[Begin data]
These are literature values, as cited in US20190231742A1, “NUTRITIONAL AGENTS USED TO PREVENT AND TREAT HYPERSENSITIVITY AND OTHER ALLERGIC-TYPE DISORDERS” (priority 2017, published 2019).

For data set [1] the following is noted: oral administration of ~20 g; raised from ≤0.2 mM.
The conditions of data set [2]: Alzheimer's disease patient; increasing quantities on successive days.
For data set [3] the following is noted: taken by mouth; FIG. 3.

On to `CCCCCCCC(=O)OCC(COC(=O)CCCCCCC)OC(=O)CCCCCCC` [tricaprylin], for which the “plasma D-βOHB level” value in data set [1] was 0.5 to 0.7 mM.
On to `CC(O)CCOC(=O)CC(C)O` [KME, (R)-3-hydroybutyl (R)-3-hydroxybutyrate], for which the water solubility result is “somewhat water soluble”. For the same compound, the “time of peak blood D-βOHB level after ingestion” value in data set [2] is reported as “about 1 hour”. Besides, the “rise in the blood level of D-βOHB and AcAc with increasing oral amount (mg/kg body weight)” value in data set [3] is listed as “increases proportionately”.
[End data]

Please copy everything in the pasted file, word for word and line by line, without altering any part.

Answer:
These are literature values, as cited in US20190231742A1, “NUTRITIONAL AGENTS USED TO PREVENT AND TREAT HYPERSENSITIVITY AND OTHER ALLERGIC-TYPE DISORDERS” (priority 2017, published 2019).

For data set [1] the following is noted: oral administration of ~20 g; raised from ≤0.2 mM.
The conditions of data set [2]: Alzheimer's disease patient; increasing quantities on successive days.
For data set [3] the following is noted: taken by mouth; FIG. 3.

On to `CCCCCCCC(=O)OCC(COC(=O)CCCCCCC)OC(=O)CCCCCCC` [tricaprylin], for which the “plasma D-βOHB level” value in data set [1] was 0.5 to 0.7 mM.
On to `CC(O)CCOC(=O)CC(C)O` [KME, (R)-3-hydroybutyl (R)-3-hydroxybutyrate], for which the water solubility result is “somewhat water soluble”. For the same compound, the “time of peak blood D-βOHB level after ingestion” value in data set [2] is reported as “about 1 hour”. Besides, the “rise in the blood level of D-βOHB and AcAc with increasing oral amount (mg/kg body weight)” value in data set [3] is listed as “increases proportionately”.